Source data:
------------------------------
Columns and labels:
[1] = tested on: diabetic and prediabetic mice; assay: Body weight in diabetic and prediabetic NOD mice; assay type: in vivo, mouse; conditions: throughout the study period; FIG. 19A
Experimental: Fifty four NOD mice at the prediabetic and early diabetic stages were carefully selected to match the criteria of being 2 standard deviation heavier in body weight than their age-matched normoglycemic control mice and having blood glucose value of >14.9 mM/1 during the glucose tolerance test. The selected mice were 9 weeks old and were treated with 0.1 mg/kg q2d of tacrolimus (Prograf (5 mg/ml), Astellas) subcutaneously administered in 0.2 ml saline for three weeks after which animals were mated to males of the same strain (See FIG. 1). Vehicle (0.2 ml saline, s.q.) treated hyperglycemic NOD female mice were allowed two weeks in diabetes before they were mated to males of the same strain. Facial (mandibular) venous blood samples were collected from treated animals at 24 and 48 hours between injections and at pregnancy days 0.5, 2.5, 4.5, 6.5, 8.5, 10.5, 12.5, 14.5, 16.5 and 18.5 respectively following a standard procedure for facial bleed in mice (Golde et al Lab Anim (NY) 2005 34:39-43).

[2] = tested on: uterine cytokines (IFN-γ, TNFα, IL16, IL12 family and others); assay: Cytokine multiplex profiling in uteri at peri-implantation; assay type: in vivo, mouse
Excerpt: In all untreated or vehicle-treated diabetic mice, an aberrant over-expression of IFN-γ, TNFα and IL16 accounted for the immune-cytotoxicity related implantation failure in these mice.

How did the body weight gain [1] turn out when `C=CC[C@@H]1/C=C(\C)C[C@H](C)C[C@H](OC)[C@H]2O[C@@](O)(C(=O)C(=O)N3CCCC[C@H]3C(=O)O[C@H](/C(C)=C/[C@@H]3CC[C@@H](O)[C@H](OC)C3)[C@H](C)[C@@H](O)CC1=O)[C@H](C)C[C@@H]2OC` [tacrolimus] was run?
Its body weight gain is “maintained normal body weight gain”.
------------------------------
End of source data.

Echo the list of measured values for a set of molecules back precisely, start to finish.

Columns and labels:
[1] = tested on: diabetic and prediabetic mice; assay: Body weight in diabetic and prediabetic NOD mice; assay type: in vivo, mouse; conditions: throughout the study period; FIG. 19A
Experimental: Fifty four NOD mice at the prediabetic and early diabetic stages were carefully selected to match the criteria of being 2 standard deviation heavier in body weight than their age-matched normoglycemic control mice and having blood glucose value of >14.9 mM/1 during the glucose tolerance test. The selected mice were 9 weeks old and were treated with 0.1 mg/kg q2d of tacrolimus (Prograf (5 mg/ml), Astellas) subcutaneously administered in 0.2 ml saline for three weeks after which animals were mated to males of the same strain (See FIG. 1). Vehicle (0.2 ml saline, s.q.) treated hyperglycemic NOD female mice were allowed two weeks in diabetes before they were mated to males of the same strain. Facial (mandibular) venous blood samples were collected from treated animals at 24 and 48 hours between injections and at pregnancy days 0.5, 2.5, 4.5, 6.5, 8.5, 10.5, 12.5, 14.5, 16.5 and 18.5 respectively following a standard procedure for facial bleed in mice (Golde et al Lab Anim (NY) 2005 34:39-43).

[2] = tested on: uterine cytokines (IFN-γ, TNFα, IL16, IL12 family and others); assay: Cytokine multiplex profiling in uteri at peri-implantation; assay type: in vivo, mouse
Excerpt: In all untreated or vehicle-treated diabetic mice, an aberrant over-expression of IFN-γ, TNFα and IL16 accounted for the immune-cytotoxicity related implantation failure in these mice.

How did the body weight gain [1] turn out when `C=CC[C@@H]1/C=C(\C)C[C@H](C)C[C@H](OC)[C@H]2O[C@@](O)(C(=O)C(=O)N3CCCC[C@H]3C(=O)O[C@H](/C(C)=C/[C@@H]3CC[C@@H](O)[C@H](OC)C3)[C@H](C)[C@@H](O)CC1=O)[C@H](C)C[C@@H]2OC` [tacrolimus] was run?
Its body weight gain is “maintained normal body weight gain”.